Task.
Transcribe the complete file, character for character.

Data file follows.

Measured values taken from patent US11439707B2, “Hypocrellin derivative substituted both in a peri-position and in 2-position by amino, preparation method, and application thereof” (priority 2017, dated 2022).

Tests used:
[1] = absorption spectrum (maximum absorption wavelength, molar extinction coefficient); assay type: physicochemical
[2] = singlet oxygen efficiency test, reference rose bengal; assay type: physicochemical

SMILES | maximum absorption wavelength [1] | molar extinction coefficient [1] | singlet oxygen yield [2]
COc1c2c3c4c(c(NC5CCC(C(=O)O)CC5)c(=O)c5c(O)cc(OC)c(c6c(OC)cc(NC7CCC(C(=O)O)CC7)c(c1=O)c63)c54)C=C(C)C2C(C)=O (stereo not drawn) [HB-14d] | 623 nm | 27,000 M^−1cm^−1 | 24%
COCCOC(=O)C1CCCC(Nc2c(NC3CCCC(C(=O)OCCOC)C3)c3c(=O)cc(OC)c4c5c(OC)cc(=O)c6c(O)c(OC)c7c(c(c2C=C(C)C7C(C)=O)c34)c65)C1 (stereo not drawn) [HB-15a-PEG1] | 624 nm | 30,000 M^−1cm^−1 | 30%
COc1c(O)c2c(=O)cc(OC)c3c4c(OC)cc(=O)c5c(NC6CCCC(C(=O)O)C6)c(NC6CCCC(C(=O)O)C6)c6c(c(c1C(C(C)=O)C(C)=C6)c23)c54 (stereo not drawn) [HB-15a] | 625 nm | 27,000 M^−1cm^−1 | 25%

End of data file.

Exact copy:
Measured values taken from patent US11439707B2, “Hypocrellin derivative substituted both in a peri-position and in 2-position by amino, preparation method, and application thereof” (priority 2017, dated 2022).

Tests used:
[1] = absorption spectrum (maximum absorption wavelength, molar extinction coefficient); assay type: physicochemical
[2] = singlet oxygen efficiency test, reference rose bengal; assay type: physicochemical

SMILES | maximum absorption wavelength [1] | molar extinction coefficient [1] | singlet oxygen yield [2]
COc1c2c3c4c(c(NC5CCC(C(=O)O)CC5)c(=O)c5c(O)cc(OC)c(c6c(OC)cc(NC7CCC(C(=O)O)CC7)c(c1=O)c63)c54)C=C(C)C2C(C)=O (stereo not drawn) [HB-14d] | 623 nm | 27,000 M^−1cm^−1 | 24%
COCCOC(=O)C1CCCC(Nc2c(NC3CCCC(C(=O)OCCOC)C3)c3c(=O)cc(OC)c4c5c(OC)cc(=O)c6c(O)c(OC)c7c(c(c2C=C(C)C7C(C)=O)c34)c65)C1 (stereo not drawn) [HB-15a-PEG1] | 624 nm | 30,000 M^−1cm^−1 | 30%
COc1c(O)c2c(=O)cc(OC)c3c4c(OC)cc(=O)c5c(NC6CCCC(C(=O)O)C6)c(NC6CCCC(C(=O)O)C6)c6c(c(c1C(C(C)=O)C(C)=C6)c23)c54 (stereo not drawn) [HB-15a] | 625 nm | 27,000 M^−1cm^−1 | 25%